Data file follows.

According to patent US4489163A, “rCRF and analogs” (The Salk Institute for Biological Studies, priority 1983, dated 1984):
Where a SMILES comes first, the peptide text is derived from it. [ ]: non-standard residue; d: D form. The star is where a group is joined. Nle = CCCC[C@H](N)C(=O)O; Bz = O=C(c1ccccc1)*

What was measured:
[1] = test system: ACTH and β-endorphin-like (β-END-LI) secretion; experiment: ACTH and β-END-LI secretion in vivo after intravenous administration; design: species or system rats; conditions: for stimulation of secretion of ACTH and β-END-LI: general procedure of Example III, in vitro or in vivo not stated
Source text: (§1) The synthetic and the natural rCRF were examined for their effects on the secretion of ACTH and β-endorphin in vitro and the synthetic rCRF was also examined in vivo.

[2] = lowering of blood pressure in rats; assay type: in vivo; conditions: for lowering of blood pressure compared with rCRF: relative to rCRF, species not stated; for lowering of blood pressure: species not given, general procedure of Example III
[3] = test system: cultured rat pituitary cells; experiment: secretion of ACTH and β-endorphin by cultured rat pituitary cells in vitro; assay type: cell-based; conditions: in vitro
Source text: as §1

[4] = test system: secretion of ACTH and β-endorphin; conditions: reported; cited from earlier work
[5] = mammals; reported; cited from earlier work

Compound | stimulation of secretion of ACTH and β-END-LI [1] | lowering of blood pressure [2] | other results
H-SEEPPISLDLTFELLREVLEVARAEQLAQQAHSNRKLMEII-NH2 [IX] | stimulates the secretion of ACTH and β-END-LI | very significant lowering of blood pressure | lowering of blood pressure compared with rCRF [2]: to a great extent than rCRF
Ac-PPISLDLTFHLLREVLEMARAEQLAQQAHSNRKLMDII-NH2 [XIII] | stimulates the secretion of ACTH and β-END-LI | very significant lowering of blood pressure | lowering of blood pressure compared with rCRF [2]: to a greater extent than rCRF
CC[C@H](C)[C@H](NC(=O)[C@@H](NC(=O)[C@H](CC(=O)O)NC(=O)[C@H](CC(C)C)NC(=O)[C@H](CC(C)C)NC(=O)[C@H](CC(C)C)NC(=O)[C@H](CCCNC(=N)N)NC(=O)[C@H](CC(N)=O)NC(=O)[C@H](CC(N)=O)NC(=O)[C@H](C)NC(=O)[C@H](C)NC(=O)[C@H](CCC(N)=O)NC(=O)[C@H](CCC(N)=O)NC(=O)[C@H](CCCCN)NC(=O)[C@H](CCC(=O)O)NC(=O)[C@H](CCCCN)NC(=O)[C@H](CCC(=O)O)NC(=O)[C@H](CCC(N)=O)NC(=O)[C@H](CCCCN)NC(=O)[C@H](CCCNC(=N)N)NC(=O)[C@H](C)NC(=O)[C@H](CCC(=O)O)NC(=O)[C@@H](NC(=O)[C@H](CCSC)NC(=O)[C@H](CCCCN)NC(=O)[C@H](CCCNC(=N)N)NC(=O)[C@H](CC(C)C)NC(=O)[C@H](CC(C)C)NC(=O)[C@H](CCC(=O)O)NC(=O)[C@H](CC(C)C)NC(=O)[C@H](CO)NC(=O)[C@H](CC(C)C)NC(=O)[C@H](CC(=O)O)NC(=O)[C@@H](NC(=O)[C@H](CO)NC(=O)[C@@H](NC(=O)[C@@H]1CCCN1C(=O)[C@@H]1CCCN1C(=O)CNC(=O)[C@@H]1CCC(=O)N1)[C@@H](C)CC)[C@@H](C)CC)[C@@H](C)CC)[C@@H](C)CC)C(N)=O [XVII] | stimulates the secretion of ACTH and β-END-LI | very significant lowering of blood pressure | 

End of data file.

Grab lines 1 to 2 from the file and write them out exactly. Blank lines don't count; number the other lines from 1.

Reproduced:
According to patent US4489163A, “rCRF and analogs” (The Salk Institute for Biological Studies, priority 1983, dated 1984):
Where a SMILES comes first, the peptide text is derived from it. [ ]: non-standard residue; d: D form. The star is where a group is joined. Nle = CCCC[C@H](N)C(=O)O; Bz = O=C(c1ccccc1)*